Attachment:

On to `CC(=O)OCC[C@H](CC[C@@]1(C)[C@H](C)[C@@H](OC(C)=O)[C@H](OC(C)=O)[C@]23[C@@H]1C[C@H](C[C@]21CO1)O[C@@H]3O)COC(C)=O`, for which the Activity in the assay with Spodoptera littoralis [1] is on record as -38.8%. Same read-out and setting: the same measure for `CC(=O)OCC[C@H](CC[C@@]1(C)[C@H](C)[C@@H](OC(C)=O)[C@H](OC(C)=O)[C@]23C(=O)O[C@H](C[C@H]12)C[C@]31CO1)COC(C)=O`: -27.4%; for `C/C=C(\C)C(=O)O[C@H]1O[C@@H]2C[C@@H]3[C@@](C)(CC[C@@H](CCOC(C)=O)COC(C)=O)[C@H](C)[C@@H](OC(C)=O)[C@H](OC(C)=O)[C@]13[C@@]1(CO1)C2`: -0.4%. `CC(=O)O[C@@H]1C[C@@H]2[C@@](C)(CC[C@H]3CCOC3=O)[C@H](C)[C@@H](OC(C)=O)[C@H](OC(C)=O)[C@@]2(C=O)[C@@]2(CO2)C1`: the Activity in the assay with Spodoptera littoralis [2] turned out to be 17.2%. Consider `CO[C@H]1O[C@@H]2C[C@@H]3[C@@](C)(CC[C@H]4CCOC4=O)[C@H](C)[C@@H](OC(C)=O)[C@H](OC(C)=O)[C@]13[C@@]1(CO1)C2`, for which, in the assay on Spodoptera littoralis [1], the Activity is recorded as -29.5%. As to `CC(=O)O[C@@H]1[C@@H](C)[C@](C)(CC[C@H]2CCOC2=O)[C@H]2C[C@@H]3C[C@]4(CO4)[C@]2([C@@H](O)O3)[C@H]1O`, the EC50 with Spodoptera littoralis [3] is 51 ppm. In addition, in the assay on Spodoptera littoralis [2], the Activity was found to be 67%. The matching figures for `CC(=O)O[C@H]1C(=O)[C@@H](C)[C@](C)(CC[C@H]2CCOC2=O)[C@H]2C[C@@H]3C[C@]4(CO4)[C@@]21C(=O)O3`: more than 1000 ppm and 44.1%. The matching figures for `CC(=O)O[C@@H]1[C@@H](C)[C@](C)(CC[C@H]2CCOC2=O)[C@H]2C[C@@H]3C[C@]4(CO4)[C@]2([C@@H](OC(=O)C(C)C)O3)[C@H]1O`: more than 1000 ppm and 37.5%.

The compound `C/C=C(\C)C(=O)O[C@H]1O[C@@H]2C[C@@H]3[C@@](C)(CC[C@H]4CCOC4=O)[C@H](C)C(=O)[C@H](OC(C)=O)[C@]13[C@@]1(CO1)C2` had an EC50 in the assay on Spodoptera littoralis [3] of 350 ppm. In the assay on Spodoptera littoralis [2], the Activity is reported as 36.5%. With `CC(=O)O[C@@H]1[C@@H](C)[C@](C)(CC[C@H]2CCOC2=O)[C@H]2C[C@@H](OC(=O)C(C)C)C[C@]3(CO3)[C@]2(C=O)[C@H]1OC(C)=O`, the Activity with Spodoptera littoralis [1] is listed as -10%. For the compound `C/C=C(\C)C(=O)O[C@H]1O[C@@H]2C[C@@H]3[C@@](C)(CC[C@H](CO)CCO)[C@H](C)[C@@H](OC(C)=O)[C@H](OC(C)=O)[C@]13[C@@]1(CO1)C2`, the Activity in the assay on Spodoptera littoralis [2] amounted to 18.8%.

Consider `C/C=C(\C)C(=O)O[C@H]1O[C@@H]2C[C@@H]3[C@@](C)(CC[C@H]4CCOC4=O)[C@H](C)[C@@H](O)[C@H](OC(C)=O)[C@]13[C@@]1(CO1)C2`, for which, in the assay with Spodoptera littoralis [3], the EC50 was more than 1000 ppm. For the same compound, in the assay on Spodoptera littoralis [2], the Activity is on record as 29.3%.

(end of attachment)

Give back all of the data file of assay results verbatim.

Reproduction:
On to `CC(=O)OCC[C@H](CC[C@@]1(C)[C@H](C)[C@@H](OC(C)=O)[C@H](OC(C)=O)[C@]23[C@@H]1C[C@H](C[C@]21CO1)O[C@@H]3O)COC(C)=O`, for which the Activity in the assay with Spodoptera littoralis [1] is on record as -38.8%. Same read-out and setting: the same measure for `CC(=O)OCC[C@H](CC[C@@]1(C)[C@H](C)[C@@H](OC(C)=O)[C@H](OC(C)=O)[C@]23C(=O)O[C@H](C[C@H]12)C[C@]31CO1)COC(C)=O`: -27.4%; for `C/C=C(\C)C(=O)O[C@H]1O[C@@H]2C[C@@H]3[C@@](C)(CC[C@@H](CCOC(C)=O)COC(C)=O)[C@H](C)[C@@H](OC(C)=O)[C@H](OC(C)=O)[C@]13[C@@]1(CO1)C2`: -0.4%. `CC(=O)O[C@@H]1C[C@@H]2[C@@](C)(CC[C@H]3CCOC3=O)[C@H](C)[C@@H](OC(C)=O)[C@H](OC(C)=O)[C@@]2(C=O)[C@@]2(CO2)C1`: the Activity in the assay with Spodoptera littoralis [2] turned out to be 17.2%. Consider `CO[C@H]1O[C@@H]2C[C@@H]3[C@@](C)(CC[C@H]4CCOC4=O)[C@H](C)[C@@H](OC(C)=O)[C@H](OC(C)=O)[C@]13[C@@]1(CO1)C2`, for which, in the assay on Spodoptera littoralis [1], the Activity is recorded as -29.5%. As to `CC(=O)O[C@@H]1[C@@H](C)[C@](C)(CC[C@H]2CCOC2=O)[C@H]2C[C@@H]3C[C@]4(CO4)[C@]2([C@@H](O)O3)[C@H]1O`, the EC50 with Spodoptera littoralis [3] is 51 ppm. In addition, in the assay on Spodoptera littoralis [2], the Activity was found to be 67%. The matching figures for `CC(=O)O[C@H]1C(=O)[C@@H](C)[C@](C)(CC[C@H]2CCOC2=O)[C@H]2C[C@@H]3C[C@]4(CO4)[C@@]21C(=O)O3`: more than 1000 ppm and 44.1%. The matching figures for `CC(=O)O[C@@H]1[C@@H](C)[C@](C)(CC[C@H]2CCOC2=O)[C@H]2C[C@@H]3C[C@]4(CO4)[C@]2([C@@H](OC(=O)C(C)C)O3)[C@H]1O`: more than 1000 ppm and 37.5%.

The compound `C/C=C(\C)C(=O)O[C@H]1O[C@@H]2C[C@@H]3[C@@](C)(CC[C@H]4CCOC4=O)[C@H](C)C(=O)[C@H](OC(C)=O)[C@]13[C@@]1(CO1)C2` had an EC50 in the assay on Spodoptera littoralis [3] of 350 ppm. In the assay on Spodoptera littoralis [2], the Activity is reported as 36.5%. With `CC(=O)O[C@@H]1[C@@H](C)[C@](C)(CC[C@H]2CCOC2=O)[C@H]2C[C@@H](OC(=O)C(C)C)C[C@]3(CO3)[C@]2(C=O)[C@H]1OC(C)=O`, the Activity with Spodoptera littoralis [1] is listed as -10%. For the compound `C/C=C(\C)C(=O)O[C@H]1O[C@@H]2C[C@@H]3[C@@](C)(CC[C@H](CO)CCO)[C@H](C)[C@@H](OC(C)=O)[C@H](OC(C)=O)[C@]13[C@@]1(CO1)C2`, the Activity in the assay on Spodoptera littoralis [2] amounted to 18.8%.

Consider `C/C=C(\C)C(=O)O[C@H]1O[C@@H]2C[C@@H]3[C@@](C)(CC[C@H]4CCOC4=O)[C@H](C)[C@@H](O)[C@H](OC(C)=O)[C@]13[C@@]1(CO1)C2`, for which, in the assay with Spodoptera littoralis [3], the EC50 was more than 1000 ppm. For the same compound, in the assay on Spodoptera littoralis [2], the Activity is on record as 29.3%.